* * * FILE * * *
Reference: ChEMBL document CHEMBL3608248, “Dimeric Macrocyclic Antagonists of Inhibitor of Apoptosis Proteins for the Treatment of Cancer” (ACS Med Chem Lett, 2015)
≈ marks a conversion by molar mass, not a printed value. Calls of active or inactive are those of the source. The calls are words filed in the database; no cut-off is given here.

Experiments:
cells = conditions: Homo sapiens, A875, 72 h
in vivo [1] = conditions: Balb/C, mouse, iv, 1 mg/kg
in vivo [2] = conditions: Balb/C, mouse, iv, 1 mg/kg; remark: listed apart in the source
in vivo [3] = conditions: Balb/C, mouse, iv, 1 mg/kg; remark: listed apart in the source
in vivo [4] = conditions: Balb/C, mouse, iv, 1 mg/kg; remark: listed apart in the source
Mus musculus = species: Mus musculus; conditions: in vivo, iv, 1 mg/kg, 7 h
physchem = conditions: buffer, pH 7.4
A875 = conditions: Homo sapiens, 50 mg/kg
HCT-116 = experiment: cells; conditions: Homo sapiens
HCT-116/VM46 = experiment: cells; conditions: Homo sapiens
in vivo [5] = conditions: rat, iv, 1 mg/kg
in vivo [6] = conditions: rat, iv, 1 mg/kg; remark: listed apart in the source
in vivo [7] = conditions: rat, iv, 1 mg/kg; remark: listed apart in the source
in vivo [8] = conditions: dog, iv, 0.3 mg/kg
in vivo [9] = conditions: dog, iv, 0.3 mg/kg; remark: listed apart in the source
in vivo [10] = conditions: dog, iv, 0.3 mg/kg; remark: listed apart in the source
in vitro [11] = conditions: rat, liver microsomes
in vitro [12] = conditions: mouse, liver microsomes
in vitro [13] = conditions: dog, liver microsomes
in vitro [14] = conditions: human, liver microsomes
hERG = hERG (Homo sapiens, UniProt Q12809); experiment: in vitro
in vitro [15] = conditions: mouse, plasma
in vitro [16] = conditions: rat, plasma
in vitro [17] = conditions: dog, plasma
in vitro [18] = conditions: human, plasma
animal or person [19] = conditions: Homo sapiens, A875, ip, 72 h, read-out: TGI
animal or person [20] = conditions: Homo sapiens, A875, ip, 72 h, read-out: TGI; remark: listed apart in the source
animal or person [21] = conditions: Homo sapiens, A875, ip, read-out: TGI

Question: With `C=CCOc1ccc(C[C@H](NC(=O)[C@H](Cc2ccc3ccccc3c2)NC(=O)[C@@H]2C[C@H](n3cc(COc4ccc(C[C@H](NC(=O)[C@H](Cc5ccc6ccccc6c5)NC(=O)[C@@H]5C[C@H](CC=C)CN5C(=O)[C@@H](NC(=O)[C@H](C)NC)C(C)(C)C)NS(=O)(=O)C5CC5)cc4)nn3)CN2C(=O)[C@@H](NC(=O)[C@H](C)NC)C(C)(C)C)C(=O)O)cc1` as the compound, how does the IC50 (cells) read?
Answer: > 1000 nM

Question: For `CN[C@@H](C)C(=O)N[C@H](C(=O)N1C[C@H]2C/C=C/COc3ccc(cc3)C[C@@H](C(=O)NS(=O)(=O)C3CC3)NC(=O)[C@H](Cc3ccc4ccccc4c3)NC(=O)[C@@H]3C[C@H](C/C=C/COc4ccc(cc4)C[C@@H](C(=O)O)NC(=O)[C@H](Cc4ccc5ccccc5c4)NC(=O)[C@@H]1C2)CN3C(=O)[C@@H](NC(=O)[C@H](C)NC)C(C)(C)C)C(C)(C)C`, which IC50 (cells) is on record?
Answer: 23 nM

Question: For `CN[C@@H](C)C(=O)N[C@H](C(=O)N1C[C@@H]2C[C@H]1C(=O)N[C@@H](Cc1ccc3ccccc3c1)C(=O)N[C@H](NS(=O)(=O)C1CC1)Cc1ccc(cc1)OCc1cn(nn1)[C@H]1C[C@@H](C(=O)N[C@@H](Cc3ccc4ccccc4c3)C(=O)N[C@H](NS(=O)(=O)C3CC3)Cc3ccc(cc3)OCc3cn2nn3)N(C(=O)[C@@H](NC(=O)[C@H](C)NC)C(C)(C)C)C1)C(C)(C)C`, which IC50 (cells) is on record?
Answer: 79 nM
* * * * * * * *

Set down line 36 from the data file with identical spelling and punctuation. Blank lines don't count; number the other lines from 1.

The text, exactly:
Question: For `CN[C@@H](C)C(=O)N[C@H](C(=O)N1C[C@@H]2C[C@H]1C(=O)N[C@@H](Cc1ccc3ccccc3c1)C(=O)N[C@H](NS(=O)(=O)C1CC1)Cc1ccc(cc1)OCc1cn(nn1)[C@H]1C[C@@H](C(=O)N[C@@H](Cc3ccc4ccccc4c3)C(=O)N[C@H](NS(=O)(=O)C3CC3)Cc3ccc(cc3)OCc3cn2nn3)N(C(=O)[C@@H](NC(=O)[C@H](C)NC)C(C)(C)C)C1)C(C)(C)C`, which IC50 (cells) is on record?